What do Jews talk about when they talk about “the left”?
One especially courageous and illuminating answer is proposed by Susie Linfield in “The Lion’s Den: Zionism and the Left from Hannah Arendt to Noam Chomsky” (Yale University Press), a lucid and lively work of intellectual history that recalls, honors and criticizes some of the foundational figures of the left.
Linfield is an author, professor and public intellectual whose work appears in The New York Times, the New Republic, Dissent and The Nation. She identifies herself as a progressive Zionist, and she recognizes the risk she is taking by doing so. “How has ‘Zionist’ … become the dirtiest word to the international Left — akin, say, to racist, pedophile or rapist?” she muses at the outset of “The Lion’s Den.”
At the same time, she calls Israel to account: “How did Israel, through the ruinous settlements project, come to re-create itself as a ghettoized minority amongst a hostile population?” she writes. “How did it come to deny the national rights of a neighboring people and to violently suppress them — not for a year or two, but for over a half century?”
The intellectual framework for her important book is based on a third factor — “the transformation of the Left itself … from defining itself as anti-fascist to defining itself as anti-imperialist, and to an identification of the formerly colonized peoples of the Third World as the main agents of social change.” As a result, she argues, Israel began to be demonized by the New Left, which “tagged Israel as an imperialist and — irony of ironies — fascist state.”
Linfield rejects any effort to dumb down the argument over Israel. She recognizes that “there are many Lefts and many kinds of leftists.” She may be a progressive, but she is willing to point out what she calls the “contorted and dishonest” arguments that explain “the Left’s vitriol toward Zionism.” She warns her readers against “debate [that] slips into polemics that are both virulent and sterile.” And identifies the target of her book as “the glib pseudo-history that is endlessly regurgitated from author to author, generation to generation — and then used as the foundation on which to justify political positions.”
Her own approach is to retrieve and reconsider what the foundational theorists, critics and activists of the left actually thought, felt and wrote about Zionism. She starts with Hannah Arendt and Arthur Koestler, whose attitudes toward Zionism are often misunderstood and mischaracterized when they are recalled at all. She moves on to Isaac Deutscher and a few less famous figures (Maxime Rodinson, Albert Memmi and Fred Halliday), all of them characterized by “anti-capitalism, anti-colonialism, stauch secularism.” And she concludes with I.F. Stone, “America’s outstanding left journalist of the twentieth century,” and Noam Chomsky, whom she both criticizes for “promulgat[ing] a palpably erroneous history of the Arab-Israeli conflict” and credits as a self-identified member of the Jewish people who is motivated by “his fears about its survival.”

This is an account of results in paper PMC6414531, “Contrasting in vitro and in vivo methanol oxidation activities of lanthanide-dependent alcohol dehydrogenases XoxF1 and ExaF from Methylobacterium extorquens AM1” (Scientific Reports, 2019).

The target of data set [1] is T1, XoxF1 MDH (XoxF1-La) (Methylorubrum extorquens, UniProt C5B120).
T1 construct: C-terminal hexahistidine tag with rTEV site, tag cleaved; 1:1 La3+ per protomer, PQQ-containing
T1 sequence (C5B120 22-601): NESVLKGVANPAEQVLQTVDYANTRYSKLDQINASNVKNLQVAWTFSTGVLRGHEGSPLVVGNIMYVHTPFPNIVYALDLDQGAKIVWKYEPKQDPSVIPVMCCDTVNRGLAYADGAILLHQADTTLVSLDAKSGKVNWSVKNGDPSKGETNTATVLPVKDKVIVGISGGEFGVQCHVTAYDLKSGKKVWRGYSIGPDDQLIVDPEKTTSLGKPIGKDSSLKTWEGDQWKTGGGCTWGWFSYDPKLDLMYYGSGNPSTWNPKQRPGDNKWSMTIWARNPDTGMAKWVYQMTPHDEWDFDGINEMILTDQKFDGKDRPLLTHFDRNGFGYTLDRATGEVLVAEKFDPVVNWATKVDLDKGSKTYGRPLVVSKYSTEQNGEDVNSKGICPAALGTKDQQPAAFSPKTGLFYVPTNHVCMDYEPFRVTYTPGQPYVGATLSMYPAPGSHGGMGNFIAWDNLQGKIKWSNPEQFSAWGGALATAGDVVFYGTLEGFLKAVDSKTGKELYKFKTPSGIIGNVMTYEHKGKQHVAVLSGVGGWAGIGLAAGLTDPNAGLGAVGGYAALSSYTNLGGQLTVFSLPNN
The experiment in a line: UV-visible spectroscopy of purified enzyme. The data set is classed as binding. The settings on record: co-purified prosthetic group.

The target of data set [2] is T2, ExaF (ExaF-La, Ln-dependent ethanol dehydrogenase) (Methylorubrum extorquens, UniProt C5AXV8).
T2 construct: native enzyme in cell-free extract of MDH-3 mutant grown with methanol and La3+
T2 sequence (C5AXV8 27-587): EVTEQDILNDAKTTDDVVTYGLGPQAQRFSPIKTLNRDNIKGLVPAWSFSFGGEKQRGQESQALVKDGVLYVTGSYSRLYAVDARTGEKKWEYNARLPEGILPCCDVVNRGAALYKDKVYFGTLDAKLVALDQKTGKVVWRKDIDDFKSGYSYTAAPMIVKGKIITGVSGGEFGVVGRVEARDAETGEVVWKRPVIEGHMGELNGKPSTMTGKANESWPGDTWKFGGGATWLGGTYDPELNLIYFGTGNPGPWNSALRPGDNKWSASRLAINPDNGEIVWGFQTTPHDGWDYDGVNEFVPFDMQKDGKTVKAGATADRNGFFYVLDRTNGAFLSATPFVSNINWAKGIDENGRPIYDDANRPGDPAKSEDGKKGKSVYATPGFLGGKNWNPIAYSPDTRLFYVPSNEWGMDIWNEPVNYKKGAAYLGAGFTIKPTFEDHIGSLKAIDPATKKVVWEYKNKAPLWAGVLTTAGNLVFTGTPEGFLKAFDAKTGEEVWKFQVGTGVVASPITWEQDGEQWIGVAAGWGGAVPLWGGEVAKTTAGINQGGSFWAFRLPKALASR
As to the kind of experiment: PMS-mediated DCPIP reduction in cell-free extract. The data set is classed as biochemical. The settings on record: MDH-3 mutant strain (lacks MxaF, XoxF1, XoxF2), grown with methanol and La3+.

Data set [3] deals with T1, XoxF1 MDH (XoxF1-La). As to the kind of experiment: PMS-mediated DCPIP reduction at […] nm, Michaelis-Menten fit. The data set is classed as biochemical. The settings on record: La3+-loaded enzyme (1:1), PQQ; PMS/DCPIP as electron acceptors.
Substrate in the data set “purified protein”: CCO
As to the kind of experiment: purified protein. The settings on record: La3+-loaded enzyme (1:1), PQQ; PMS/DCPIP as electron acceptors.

“An unmistakable heartache can be detected in Linfield’s highly readable work.”
Linfield’s treatment of Arendt is an exemplar of the intellectual honesty that she brings to her work. Arendt can be deeply off-putting to many Jewish readers, but Linfield credits her for her focus on “in the words of the time, the Arab Question,” which “is the main reason her writings on Zionism are remembered today, at least by leftists.” But Linfield painstaking deconstructs Arendt’s writing to reach a dissenting conclusion: “Many of Arendt’s admirers see her writing on the Israeli-Palestinian conflict as her most perceptive and prophetic,” she writes. “I see them as her weakest.”
Her long chapter on Arendt is one of the jewels of “The Lion’s Den,” and another one is her chapter on Stone, an old lion of progressive journalism who is, tragically, seldom recalled nowadays. He was both a supporter and a critic of Israel in the early days of statehood, and Linfield honors him for both. “Although a secularist, his criticism was embedded in what he called the ‘Jewish soul’ and the values of the Hebrew prophets,” she writes. “Stone was devoted to a thriving Israel and to the Jewish people’s survival; he was also genuinely tormented by the suffering of the Palestinian refugees.” While her admiration is tempered by her discussion of his failings and omissions, she concludes that he “remains a beacon for me.”
Noam Chomsky is yet another chapter-length masterpiece of history, biography and criticism. He is “certainly the best-known, and probably best-loved, representative of the American Left,” writes Linfield, who adopts the words of Edward Said to describe Chomsky as someone who “hates Israel … in such tones of harsh judgement that only a Jew could have done his hating so effectively.” Linfield goes on to deliver a harsh judgment of her own on Chomsky: “Basic knowledge, research, fact-finding, an informed and capacious perspective: These, too, are the responsibility of intellectuals.” She concludes, “Chomsky simply lacks the humility this demands.”
An unmistakable heartache can be detected in Linfield’s highly readable work. “Today, the disputes over Israel have become woefully reductive, debased, and venomous,” she writes in a note of despair. “I do not know if Israel can or will reclaim its democracy.” She worries that it may be too late to do so, and if so, “the hope that motivates this book is a lament.”
But “The Lion’s Den” turns out to be a healthy corrective to — and perhaps even a cure for — the political and intellectual dysfunction that causes her such palpable pain. Anyone who frets about the left, whether they are for or against it, will learn something important by reading and heeding her book.
Jonathan Kirsch, author and publishing attorney, is the book editor of the Jewish Journal.